Many Web applications and network protocols have values in the continuation that are necessary to complete the computation, but that may be recomputed if they are not available. This is "soft state".
For example, a Web application may cache a user's preferences from a database and deliver it to a Web browser as a hidden value; when the value is returned to the application in subsequent steps, it is used to customize the display. However, if the preferences were not available (or were corrupted in some way), the application could retrieve them from the database.
When using the PLT Web Server's native continuations, this roughly corresponds to the use of a weak box: a box that the GC is allowed to erase the contents of. When using the PLT Web Server's serializable continuations it roughly corresponds to a weak box and a weak hash table (that holds its keys weakly) to give the box a serializable value as an identifier.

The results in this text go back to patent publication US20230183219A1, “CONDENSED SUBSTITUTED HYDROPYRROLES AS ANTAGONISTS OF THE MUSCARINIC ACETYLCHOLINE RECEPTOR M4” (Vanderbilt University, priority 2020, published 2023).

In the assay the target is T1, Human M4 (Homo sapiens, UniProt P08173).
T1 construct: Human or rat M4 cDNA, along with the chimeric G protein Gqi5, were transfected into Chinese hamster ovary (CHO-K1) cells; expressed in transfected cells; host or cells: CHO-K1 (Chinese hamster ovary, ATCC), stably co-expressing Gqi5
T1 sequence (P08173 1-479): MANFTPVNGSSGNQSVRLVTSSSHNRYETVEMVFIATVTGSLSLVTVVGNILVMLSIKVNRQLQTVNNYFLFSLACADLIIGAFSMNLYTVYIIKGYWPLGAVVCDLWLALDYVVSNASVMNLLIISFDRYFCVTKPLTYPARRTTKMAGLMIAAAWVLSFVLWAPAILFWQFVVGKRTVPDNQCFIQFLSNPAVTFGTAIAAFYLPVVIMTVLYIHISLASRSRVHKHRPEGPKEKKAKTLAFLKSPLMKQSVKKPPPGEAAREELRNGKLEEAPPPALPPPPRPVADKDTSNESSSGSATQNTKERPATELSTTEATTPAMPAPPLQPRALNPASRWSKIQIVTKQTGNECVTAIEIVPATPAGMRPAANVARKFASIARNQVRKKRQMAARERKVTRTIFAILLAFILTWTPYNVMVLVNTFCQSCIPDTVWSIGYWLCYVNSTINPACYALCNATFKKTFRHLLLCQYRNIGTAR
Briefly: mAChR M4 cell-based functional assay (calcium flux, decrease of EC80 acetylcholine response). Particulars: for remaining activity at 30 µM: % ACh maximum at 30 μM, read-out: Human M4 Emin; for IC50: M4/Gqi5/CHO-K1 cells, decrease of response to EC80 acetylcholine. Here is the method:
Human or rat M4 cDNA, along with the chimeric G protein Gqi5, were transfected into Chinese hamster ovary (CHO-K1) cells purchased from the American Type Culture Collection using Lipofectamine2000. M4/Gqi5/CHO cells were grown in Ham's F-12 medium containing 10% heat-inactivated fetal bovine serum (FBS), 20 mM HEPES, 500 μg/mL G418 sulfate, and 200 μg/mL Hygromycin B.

This programming pattern is a bit difficult to get right. So, a library that implements it is now provided with PLT Scheme:
Here's a trivial example:
#lang web-server (provide interface-version start) (define interface-version 'stateless) (define softie (soft-state (printf "Doing a long computation...~n") (sleep 1))) (define (start req) (soft-state-ref softie) (printf "Done~n") (start (send/suspend (lambda (k-url) `(html (body (a ([href ,k-url]) "Done")))))))